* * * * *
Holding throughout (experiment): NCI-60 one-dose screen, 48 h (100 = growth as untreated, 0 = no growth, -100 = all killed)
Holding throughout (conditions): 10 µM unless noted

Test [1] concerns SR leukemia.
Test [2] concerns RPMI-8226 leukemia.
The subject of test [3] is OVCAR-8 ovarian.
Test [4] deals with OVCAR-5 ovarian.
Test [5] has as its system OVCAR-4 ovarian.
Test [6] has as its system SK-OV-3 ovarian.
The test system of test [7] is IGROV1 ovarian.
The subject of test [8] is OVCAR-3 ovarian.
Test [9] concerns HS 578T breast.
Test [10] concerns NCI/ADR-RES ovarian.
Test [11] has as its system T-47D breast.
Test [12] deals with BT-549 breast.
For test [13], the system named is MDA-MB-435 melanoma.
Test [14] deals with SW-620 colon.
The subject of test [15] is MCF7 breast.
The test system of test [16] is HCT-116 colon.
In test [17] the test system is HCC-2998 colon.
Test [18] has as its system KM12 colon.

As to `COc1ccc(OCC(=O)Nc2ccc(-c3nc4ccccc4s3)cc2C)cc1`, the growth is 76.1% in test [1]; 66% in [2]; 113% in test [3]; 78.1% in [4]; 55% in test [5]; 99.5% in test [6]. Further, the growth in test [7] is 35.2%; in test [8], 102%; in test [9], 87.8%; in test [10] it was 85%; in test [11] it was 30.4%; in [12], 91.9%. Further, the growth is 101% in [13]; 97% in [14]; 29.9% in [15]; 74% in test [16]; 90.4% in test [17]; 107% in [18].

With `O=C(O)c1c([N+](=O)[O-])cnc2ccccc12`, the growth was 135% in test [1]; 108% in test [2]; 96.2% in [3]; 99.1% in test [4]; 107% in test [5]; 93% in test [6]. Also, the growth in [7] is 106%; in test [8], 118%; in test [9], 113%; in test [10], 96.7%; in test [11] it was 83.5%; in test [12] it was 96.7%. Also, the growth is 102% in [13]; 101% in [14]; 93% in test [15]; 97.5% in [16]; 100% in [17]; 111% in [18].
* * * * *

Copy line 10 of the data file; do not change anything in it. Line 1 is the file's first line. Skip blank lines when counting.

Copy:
The subject of test [8] is OVCAR-3 ovarian.